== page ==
(469d) Characterization of the Biosynthetic Pathway of Physostigmine

Authors: 
Liu, J., University of California, Berkeley
Ng, T., University of California, Berkeley
Zhang, W., University of California, Berkeley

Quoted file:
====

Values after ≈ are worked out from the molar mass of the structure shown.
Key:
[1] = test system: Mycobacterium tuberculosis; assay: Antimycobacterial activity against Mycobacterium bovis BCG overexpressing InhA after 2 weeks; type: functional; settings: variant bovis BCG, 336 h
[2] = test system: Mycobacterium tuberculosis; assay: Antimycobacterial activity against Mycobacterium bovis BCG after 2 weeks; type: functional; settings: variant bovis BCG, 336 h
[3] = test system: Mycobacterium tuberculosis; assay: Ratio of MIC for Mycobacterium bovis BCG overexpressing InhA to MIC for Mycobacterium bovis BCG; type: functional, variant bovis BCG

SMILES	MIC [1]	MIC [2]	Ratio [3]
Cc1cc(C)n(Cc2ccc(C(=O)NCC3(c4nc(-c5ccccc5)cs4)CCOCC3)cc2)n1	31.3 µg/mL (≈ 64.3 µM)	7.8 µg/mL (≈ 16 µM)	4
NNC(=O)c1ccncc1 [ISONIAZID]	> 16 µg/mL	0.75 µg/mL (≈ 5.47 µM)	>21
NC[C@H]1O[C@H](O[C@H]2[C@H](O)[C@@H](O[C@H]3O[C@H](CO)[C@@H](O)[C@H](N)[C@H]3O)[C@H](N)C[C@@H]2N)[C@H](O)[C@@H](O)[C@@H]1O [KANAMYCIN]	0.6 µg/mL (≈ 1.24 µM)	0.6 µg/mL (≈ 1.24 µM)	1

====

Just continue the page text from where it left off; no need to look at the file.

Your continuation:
Physostigmine is a tryptophan-derived natural product with a rare pyrroloindole skeleton. Because of its ability to reversibly inhibit acetylcholinesterase, physostigmine has been used to treat a variety of neurological disorders, including glaucoma and Alzheimer’s disease. However, despite its medicinal uses, little is known about the biosynthesis of physostigmine and pyrroloindole alkaloids in general. In this work, we identified the biosynthetic gene cluster for physostigmine in the producer, Streptomyces griseofuscus, and confirmed its function by heterologous expression.  Gene deletion mutants and in vitro assays with purified enzymes further enabled us to identify the set of enzymes essential for physostigmine biosynthesis and propose an enzymatic pathway for the transformation of tryptophan into physostigmine. We find that the formation of the pyrroloindole skeleton proceeds by an unexpected N-acetylated intermediate that is necessary for methylation of C-3 of the indole ring although the subsequent ring closure occurs with the hydrolysis of the acetyl group. This characterization of the physostigmine biosynthetic pathway provides the basis for future work in engineering the biosynthesis of physostigmine intermediates and analogues.